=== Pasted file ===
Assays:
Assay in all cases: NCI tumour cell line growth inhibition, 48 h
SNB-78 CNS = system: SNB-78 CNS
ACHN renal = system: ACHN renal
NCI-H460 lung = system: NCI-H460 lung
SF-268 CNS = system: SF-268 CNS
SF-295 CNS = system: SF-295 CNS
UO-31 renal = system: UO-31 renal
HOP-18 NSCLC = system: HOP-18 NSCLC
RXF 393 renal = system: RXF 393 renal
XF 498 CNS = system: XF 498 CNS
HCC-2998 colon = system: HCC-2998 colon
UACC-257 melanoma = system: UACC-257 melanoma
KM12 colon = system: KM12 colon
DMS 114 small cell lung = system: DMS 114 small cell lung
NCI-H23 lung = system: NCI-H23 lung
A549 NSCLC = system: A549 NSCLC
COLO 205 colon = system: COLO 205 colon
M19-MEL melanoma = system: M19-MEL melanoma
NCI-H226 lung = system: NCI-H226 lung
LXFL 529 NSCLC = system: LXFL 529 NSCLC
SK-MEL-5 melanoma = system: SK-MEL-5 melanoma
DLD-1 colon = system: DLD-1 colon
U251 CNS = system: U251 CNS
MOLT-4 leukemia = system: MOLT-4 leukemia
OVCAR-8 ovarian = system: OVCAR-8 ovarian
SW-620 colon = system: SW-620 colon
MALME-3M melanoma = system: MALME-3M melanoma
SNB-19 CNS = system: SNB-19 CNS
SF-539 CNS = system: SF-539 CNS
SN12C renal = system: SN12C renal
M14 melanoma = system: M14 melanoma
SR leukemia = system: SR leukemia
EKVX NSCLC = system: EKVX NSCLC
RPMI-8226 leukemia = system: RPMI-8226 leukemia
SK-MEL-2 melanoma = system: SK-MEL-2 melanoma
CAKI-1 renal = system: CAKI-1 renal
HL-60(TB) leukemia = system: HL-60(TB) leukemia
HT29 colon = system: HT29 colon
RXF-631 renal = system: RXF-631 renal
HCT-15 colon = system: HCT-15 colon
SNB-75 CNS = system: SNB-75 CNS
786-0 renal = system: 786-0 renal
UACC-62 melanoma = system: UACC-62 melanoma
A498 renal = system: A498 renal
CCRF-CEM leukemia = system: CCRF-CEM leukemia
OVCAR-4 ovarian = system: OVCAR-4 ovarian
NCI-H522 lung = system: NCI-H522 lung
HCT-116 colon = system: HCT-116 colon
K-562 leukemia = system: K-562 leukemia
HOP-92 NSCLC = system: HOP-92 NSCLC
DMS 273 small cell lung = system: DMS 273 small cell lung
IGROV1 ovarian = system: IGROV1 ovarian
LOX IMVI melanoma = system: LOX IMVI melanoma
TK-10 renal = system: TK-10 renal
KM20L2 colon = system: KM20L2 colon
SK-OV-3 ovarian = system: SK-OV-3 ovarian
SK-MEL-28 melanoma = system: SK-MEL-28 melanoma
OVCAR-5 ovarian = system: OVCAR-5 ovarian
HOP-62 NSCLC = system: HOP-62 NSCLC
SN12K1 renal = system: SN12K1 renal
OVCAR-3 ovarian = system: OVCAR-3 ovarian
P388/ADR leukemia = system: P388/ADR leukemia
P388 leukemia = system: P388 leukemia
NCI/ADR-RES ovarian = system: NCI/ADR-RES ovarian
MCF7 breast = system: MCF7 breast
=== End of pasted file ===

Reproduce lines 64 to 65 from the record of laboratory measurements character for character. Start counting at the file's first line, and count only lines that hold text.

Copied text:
P388 leukemia = system: P388 leukemia
NCI/ADR-RES ovarian = system: NCI/ADR-RES ovarian